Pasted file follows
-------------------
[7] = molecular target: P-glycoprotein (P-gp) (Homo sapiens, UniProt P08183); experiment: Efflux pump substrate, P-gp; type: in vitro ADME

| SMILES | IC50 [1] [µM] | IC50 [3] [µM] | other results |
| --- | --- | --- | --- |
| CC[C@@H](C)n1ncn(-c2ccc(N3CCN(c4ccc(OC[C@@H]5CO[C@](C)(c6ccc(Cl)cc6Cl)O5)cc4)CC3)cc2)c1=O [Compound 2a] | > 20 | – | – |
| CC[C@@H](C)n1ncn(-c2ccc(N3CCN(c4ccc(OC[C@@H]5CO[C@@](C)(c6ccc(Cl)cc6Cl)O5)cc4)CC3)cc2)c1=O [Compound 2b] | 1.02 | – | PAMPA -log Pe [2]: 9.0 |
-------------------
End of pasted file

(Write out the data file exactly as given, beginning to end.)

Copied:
[7] = molecular target: P-glycoprotein (P-gp) (Homo sapiens, UniProt P08183); experiment: Efflux pump substrate, P-gp; type: in vitro ADME

| SMILES | IC50 [1] [µM] | IC50 [3] [µM] | other results |
| --- | --- | --- | --- |
| CC[C@@H](C)n1ncn(-c2ccc(N3CCN(c4ccc(OC[C@@H]5CO[C@](C)(c6ccc(Cl)cc6Cl)O5)cc4)CC3)cc2)c1=O [Compound 2a] | > 20 | – | – |
| CC[C@@H](C)n1ncn(-c2ccc(N3CCN(c4ccc(OC[C@@H]5CO[C@@](C)(c6ccc(Cl)cc6Cl)O5)cc4)CC3)cc2)c1=O [Compound 2b] | 1.02 | – | PAMPA -log Pe [2]: 9.0 |